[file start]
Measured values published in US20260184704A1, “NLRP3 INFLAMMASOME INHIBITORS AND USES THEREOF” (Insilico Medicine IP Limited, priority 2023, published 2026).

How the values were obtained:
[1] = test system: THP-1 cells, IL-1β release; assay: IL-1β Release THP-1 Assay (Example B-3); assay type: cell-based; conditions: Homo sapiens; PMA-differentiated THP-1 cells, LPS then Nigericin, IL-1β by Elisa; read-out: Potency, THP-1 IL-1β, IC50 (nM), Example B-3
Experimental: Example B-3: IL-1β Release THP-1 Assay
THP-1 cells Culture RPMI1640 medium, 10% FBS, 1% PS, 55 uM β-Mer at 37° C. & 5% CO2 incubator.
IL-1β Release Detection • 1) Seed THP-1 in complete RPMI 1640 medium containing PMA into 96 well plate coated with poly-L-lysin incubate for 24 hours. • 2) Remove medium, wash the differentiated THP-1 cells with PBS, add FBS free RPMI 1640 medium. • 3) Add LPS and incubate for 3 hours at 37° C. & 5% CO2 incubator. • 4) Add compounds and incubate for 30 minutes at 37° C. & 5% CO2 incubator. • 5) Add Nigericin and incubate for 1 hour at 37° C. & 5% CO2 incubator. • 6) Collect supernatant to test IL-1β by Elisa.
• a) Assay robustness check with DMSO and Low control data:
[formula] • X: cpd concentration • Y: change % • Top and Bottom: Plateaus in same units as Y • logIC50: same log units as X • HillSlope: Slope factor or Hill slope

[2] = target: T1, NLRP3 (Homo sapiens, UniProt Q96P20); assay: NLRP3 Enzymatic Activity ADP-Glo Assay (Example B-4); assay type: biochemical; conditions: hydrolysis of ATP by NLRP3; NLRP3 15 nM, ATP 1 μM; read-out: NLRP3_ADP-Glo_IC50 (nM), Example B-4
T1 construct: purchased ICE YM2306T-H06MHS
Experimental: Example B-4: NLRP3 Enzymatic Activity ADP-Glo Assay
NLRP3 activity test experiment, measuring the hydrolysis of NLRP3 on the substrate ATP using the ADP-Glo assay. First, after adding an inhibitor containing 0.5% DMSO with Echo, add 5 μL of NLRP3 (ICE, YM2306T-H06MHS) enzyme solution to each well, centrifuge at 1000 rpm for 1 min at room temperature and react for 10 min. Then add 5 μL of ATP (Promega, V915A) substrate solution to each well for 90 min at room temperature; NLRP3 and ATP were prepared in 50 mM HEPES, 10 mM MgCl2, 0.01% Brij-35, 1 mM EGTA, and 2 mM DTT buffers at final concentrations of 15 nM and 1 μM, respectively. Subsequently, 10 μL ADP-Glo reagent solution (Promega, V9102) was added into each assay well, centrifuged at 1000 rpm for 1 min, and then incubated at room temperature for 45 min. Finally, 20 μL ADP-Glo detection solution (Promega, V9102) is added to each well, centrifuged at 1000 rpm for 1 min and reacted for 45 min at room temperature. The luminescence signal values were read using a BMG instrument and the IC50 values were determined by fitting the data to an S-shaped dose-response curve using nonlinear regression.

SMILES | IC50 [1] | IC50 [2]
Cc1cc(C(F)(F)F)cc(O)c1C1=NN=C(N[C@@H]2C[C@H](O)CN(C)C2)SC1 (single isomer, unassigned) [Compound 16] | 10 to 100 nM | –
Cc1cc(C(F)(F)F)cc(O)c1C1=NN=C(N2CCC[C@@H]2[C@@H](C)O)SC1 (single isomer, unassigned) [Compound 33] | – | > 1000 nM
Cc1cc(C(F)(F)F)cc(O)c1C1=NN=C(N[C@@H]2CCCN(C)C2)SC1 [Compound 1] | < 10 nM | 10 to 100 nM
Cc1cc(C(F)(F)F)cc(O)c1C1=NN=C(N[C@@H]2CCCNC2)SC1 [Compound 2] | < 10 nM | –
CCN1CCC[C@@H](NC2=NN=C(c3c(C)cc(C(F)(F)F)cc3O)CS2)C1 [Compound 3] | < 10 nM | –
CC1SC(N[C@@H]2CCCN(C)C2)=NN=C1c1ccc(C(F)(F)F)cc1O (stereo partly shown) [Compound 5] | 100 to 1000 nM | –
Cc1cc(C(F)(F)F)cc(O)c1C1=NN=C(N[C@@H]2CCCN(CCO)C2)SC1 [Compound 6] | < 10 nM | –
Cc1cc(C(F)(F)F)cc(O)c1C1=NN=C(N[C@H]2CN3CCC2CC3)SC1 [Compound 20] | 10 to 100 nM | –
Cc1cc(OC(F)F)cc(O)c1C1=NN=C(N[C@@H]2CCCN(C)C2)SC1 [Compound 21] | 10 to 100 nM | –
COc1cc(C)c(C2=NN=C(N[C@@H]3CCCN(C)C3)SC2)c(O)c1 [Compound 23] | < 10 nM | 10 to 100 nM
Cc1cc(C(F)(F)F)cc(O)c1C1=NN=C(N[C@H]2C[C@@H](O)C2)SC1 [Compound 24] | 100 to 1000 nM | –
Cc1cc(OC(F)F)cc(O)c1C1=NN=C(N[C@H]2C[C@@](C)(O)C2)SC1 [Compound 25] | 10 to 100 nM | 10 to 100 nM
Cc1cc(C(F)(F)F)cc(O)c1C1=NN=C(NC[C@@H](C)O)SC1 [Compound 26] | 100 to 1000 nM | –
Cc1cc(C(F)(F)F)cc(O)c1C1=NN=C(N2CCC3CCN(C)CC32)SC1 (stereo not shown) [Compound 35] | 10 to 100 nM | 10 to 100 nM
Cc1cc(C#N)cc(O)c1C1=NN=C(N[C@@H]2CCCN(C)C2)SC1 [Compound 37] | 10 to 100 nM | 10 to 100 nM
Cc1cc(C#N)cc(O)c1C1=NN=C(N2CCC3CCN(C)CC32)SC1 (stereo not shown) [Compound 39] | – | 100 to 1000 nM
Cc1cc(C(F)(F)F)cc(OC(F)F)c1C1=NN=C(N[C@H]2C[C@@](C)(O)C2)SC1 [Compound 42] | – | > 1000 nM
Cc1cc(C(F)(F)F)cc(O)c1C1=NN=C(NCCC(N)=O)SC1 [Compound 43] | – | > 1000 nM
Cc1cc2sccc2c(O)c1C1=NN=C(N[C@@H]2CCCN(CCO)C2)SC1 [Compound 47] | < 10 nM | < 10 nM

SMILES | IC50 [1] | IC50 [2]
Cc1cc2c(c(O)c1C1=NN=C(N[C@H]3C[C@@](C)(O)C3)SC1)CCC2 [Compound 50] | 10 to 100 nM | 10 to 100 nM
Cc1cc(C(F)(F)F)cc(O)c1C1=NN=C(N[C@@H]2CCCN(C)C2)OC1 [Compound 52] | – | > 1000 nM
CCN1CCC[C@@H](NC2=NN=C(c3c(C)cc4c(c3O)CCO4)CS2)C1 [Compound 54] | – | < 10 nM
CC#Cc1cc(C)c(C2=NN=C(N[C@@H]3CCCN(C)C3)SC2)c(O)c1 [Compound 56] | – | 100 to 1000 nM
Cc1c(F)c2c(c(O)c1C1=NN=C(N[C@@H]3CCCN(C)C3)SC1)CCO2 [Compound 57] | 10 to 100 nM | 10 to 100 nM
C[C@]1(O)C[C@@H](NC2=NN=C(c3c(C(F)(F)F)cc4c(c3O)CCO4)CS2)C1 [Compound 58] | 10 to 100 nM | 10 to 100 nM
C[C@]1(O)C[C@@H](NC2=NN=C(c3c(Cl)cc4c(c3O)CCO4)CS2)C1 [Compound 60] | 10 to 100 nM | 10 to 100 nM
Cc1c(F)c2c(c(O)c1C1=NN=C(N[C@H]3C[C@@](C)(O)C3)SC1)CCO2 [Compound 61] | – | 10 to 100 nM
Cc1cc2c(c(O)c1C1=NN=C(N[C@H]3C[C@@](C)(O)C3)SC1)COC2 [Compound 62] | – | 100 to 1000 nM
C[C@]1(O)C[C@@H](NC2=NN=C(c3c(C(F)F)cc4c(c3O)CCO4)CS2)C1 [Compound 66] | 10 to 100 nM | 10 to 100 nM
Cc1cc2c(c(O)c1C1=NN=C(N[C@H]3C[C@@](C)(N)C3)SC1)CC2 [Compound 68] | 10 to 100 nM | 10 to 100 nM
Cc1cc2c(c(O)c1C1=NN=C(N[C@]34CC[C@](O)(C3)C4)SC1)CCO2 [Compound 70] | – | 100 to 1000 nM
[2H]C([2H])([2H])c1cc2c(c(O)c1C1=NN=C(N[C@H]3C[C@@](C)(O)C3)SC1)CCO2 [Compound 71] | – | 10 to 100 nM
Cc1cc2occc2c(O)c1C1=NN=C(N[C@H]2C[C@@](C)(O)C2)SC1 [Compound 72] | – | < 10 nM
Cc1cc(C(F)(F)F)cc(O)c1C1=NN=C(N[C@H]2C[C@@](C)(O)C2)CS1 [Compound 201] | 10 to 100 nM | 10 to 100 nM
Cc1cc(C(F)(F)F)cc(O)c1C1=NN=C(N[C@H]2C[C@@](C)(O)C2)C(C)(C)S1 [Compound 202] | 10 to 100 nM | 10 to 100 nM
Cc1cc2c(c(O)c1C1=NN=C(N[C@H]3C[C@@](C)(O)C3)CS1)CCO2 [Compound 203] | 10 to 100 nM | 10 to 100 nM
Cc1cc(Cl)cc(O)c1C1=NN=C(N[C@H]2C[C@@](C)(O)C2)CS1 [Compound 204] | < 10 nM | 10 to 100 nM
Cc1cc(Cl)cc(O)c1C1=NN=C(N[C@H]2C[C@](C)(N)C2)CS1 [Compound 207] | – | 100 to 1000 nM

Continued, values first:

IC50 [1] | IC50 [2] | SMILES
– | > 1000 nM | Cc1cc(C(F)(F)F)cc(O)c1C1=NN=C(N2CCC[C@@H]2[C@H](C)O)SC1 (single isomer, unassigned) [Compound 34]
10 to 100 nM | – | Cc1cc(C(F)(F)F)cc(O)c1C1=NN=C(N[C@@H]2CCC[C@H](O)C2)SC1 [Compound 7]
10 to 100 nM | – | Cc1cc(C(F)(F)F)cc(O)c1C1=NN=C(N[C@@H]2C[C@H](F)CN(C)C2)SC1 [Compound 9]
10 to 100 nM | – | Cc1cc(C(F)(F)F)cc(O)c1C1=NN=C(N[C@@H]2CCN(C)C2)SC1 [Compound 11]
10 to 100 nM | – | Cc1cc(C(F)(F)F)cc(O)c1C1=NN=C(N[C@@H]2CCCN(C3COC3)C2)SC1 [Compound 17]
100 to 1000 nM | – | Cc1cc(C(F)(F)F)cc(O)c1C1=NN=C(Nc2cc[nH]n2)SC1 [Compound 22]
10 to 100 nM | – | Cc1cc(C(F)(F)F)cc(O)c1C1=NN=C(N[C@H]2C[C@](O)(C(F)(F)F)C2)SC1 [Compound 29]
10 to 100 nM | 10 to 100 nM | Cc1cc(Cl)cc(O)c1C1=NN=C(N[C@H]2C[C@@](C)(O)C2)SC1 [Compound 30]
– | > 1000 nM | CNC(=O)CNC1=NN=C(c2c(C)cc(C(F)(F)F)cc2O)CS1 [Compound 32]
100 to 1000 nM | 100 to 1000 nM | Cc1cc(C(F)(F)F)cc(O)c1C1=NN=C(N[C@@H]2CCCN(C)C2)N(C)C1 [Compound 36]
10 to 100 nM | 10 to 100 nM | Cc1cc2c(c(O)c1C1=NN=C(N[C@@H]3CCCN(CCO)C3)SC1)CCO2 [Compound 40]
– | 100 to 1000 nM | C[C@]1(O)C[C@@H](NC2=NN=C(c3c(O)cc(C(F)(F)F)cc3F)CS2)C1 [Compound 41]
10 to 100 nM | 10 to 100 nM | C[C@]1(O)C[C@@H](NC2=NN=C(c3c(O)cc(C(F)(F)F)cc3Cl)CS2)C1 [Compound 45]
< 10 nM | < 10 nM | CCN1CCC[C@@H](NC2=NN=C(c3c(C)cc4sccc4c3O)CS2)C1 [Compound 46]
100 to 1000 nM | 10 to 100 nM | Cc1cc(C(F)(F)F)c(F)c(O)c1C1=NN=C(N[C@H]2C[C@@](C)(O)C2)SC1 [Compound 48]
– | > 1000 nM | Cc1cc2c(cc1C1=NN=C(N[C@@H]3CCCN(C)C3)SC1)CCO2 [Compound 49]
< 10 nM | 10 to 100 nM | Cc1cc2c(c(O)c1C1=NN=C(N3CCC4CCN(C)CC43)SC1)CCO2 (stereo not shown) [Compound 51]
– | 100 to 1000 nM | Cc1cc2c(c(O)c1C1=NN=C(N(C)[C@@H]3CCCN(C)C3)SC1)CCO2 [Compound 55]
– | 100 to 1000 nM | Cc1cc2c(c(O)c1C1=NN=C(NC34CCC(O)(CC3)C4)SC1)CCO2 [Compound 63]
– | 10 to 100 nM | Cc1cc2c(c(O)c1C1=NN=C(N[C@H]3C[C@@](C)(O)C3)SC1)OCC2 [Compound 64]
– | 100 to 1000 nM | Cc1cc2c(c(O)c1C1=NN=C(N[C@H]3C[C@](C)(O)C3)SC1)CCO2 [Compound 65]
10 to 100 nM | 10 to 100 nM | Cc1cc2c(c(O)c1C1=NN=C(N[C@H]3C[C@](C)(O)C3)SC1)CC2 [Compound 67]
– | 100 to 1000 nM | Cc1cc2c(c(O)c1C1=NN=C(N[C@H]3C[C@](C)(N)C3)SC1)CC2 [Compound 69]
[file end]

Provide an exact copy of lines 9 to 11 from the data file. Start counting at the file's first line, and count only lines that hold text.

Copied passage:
[2] = target: T1, NLRP3 (Homo sapiens, UniProt Q96P20); assay: NLRP3 Enzymatic Activity ADP-Glo Assay (Example B-4); assay type: biochemical; conditions: hydrolysis of ATP by NLRP3; NLRP3 15 nM, ATP 1 μM; read-out: NLRP3_ADP-Glo_IC50 (nM), Example B-4
T1 construct: purchased ICE YM2306T-H06MHS
Experimental: Example B-4: NLRP3 Enzymatic Activity ADP-Glo Assay